The So-called Dallas Principles

Who are the founders of these Principles,
On May 15-17, 2009 in Dallas, Texas twenty-four thinkers, activists, and donors gathered to discuss the immediate need for full equality for lesbian, gay, bisexual transgender people in the United States.  Collectively they prepared The Dallas Principles. Click here to see the list for yourself.
  1. Juan Ahonen-Jover, Ph.D.  - Miami Beach, FL
  2. Ken Ahonen-Jover - Miami Beach, FL
  3. John Bare - San Franciso, CA
  4. Jarrett Tomás Barrios - Boston, MA
  5. Dana Beyer, MD - Montgomery County, MD
  6. Jeffrey H. Campagna - New York, NY
  7. Mandy Carter - Durham, NC
  8. Michael Coe - Washington, DC
  9. Jimmy Creech - Raliegh, NC
  10. Allison Duncan - San Francisco, CA
  11. Michael Guest - Washington, DC
  12. Joanne Herman - Boston, MA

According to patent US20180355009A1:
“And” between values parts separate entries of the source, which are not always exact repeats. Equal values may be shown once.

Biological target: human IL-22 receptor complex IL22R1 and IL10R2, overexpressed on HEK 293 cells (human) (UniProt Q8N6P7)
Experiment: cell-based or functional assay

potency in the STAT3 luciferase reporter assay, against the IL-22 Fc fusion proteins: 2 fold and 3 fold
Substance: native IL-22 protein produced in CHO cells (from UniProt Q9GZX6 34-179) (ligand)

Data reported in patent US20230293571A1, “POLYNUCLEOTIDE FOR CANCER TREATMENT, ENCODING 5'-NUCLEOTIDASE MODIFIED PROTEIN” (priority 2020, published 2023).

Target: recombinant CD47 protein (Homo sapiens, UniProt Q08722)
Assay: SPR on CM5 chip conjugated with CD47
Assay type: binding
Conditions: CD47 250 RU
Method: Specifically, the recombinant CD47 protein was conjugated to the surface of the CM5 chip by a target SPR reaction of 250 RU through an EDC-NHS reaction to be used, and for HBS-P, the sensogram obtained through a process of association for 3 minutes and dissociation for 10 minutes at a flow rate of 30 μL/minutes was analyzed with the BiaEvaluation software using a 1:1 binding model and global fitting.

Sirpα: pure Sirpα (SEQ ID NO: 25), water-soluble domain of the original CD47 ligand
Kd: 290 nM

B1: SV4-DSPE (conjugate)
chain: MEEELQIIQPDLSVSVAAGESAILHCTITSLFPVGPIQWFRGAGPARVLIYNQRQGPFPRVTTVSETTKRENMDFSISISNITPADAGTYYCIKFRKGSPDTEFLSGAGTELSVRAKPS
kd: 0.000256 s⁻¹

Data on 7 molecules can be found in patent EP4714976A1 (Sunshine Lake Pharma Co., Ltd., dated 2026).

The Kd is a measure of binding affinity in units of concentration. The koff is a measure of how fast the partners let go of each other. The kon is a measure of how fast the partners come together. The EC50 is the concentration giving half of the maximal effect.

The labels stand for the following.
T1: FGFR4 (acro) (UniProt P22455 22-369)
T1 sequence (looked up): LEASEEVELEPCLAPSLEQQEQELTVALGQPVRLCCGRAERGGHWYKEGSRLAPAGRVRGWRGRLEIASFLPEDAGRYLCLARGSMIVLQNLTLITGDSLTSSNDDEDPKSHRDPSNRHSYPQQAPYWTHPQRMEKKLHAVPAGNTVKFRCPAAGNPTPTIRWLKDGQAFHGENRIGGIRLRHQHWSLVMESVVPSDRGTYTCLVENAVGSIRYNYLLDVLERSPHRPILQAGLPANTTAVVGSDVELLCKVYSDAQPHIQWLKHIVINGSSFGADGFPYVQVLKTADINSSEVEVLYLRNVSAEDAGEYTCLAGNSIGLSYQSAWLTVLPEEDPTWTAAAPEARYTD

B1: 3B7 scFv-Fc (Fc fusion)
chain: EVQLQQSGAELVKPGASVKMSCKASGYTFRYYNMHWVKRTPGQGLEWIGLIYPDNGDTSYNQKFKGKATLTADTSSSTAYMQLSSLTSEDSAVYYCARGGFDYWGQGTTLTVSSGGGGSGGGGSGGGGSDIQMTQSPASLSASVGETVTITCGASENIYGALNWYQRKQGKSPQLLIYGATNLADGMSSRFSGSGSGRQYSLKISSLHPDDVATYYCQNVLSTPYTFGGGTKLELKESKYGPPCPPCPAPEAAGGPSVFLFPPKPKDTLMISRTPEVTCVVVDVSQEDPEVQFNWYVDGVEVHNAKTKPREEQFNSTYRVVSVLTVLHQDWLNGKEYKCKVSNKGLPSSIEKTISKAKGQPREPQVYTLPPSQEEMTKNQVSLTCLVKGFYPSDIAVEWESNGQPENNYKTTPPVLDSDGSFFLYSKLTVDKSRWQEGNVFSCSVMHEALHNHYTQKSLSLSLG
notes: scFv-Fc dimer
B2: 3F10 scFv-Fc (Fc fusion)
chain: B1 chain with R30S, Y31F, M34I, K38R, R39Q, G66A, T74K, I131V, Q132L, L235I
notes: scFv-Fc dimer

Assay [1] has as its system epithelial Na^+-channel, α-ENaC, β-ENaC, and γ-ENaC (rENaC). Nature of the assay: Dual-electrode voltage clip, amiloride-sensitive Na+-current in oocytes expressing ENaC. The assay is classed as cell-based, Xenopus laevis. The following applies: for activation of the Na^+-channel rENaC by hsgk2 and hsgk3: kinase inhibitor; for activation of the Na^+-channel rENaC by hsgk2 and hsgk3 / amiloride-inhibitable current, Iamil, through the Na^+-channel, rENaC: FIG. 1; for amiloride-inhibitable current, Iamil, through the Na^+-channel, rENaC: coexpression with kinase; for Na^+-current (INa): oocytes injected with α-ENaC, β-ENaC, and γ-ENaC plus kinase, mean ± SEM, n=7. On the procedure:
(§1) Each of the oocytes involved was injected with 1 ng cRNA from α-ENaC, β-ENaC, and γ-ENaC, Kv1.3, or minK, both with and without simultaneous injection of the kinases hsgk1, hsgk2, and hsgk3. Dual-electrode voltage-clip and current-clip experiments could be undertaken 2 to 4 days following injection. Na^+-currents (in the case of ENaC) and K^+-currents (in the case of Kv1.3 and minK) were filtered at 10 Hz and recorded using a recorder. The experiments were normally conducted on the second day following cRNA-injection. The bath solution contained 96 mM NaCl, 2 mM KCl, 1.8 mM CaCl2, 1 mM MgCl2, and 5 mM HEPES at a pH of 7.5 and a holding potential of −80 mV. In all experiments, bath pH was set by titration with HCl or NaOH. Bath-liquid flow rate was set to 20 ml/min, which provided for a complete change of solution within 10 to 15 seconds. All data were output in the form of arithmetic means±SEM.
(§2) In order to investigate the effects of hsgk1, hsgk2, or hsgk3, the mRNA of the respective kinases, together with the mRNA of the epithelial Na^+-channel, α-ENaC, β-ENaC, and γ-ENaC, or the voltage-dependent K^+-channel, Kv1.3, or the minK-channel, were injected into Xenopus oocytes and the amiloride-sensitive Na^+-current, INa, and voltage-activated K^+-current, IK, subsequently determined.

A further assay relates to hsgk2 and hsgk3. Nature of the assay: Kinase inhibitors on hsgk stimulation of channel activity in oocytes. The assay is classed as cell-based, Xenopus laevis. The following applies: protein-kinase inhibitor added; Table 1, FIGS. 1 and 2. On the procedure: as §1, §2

13. Donald Hitchcock - Washington, DC
  14. Lane Hudson - Washington, DC
  15. Charles Merrill - Palm Springs, CA
  16. Dixon Osburn, Washington, DC
  17. Lisa Polyak, Baltimore, MD
  18. Barbra Casbar Siperstein, Edison, NJ
  19. Pam Spaulding - Durham, NC
  20. Andy Szekeres - Denver, CO
  21. Lisa Turner, Virginia Beach, VA
  22. Jon Winkleman, New York, NY
  23. Paul Yandura - Washington, DC 
  24. Joe Falk- not listed on site, found on pam's houseblend.
So who is the 24th person,, this person isn’t listed on the site, MMM why? So what are these very so-called important Principle, one might ask they are below,
The following eight guiding principles underlie our call to action.  In order to achieve full civil rights now, we avow:
  1. Full civil rights for lesbian, gay, bisexual and transgender individuals must be enacted now.  Delay and excuses are no longer acceptable.
  2. We will not leave any part of our community behind.
  3. Separate is never equal.
  4. Religious beliefs are not a basis upon which to affirm or deny civil rights.
  5. The establishment and guardianship of full civil rights is a non-partisan issue.
  6. Individual involvement and grassroots action are paramount to success and must be encouraged.
  7. Success is measured by the civil rights we all achieve, not by words, access or money raised.
  8. Those who seek our support are expected to commit to these principles.
FULL CIVIL RIGHTS GOALS